- U.S. employers plan to boost salaries 4.6% in 2023, according to the latest findings from global advisory and broking company WTW. This is up from a confirmed 4.2% this year.
- The expected rise is due to companies’ concerns over inflationary pressures and the still-tight labor market, WTW found.
- Companies surveyed by WTW said they plan to fund pay increases by adjusting compensation and benefit plans (21%), by increasing prices (17%) and through company restructuring and staff head count reductions (12%).
WTW’s findings show that companies intend to boost salaries even more than expected last time WTW surveyed respondents in the summer. The anticipated average salary boost then was 4.1% overall, which at the time was the biggest increase since the Great Recession.
The findings are perhaps interesting in light of the recent economic downturn. Layoffs across big tech, from Meta and Twitter to Amazon and Roku, have workers across industries on edge. About one-quarter of workers surveyed in September said they feared pay cuts were on the horizon.
But despite layoffs in big tech and many companies tightening their belts, a September Salary.com survey — like WTW’s — found that pay increases are likely on the horizon, with respondents to that survey suggesting even higher pay boosts are in the works, from 5% to 7%.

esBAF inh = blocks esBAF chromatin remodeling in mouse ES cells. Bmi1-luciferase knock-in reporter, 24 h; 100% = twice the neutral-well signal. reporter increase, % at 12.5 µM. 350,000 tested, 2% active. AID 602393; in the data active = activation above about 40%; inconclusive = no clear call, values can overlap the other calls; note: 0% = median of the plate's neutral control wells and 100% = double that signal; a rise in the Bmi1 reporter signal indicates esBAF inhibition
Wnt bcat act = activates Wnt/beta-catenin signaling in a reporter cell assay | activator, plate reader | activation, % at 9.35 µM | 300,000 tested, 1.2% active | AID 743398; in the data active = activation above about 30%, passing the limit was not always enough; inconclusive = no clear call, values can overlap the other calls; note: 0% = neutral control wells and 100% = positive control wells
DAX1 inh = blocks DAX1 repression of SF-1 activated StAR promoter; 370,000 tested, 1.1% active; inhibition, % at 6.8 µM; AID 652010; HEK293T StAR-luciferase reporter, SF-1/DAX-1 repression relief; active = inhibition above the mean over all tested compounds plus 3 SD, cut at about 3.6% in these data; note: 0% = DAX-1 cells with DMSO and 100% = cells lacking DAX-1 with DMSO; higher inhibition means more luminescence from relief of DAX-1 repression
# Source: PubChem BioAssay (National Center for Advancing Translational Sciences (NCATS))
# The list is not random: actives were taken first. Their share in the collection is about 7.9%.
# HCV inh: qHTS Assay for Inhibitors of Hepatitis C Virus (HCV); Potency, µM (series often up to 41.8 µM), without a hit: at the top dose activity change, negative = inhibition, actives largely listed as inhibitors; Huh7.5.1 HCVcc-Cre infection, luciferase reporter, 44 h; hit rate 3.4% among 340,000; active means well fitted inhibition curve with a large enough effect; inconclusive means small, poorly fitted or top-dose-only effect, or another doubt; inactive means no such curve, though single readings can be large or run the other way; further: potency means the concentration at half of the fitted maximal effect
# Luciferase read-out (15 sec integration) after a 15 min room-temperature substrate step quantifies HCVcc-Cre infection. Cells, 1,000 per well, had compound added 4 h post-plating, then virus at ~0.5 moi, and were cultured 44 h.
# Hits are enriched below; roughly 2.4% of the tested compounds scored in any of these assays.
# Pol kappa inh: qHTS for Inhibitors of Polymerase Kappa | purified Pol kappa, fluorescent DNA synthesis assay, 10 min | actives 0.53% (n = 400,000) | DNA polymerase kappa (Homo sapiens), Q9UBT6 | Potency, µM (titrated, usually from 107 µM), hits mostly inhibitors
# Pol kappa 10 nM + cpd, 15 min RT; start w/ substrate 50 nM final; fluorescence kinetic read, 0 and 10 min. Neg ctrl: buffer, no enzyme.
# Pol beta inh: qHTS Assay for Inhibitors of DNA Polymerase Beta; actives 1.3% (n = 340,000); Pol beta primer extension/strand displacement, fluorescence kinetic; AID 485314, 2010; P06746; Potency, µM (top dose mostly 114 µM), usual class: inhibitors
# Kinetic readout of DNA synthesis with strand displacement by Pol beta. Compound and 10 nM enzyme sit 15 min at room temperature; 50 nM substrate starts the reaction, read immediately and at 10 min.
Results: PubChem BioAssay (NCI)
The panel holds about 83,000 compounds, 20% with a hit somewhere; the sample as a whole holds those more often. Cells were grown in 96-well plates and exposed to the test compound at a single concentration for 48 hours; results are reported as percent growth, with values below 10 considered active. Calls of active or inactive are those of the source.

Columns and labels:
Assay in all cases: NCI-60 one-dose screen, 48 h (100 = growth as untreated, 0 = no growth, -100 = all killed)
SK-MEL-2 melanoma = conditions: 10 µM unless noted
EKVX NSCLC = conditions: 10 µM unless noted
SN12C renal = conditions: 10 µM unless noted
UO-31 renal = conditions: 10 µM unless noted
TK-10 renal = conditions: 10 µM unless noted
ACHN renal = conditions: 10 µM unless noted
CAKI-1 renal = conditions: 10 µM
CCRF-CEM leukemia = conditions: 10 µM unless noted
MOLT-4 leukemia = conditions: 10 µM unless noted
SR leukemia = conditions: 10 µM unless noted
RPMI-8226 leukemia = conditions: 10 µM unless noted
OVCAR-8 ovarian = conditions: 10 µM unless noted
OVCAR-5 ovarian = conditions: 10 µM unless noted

Why the continued demand for talent? A Glassdoor economist told HR Dive that several factors are driving the trend — chief among them an aging population. Companies that refuse to get on board with remote and hybrid work may find themselves continuing to struggle for talent as well, as workers have found the arrangement eases child care demands, disability needs and other work-life factors.
While broad layoffs in big tech might be alarming, experts have suggested they are likely industry-specific and do not necessarily signal more layoffs to come across a broad range of industries.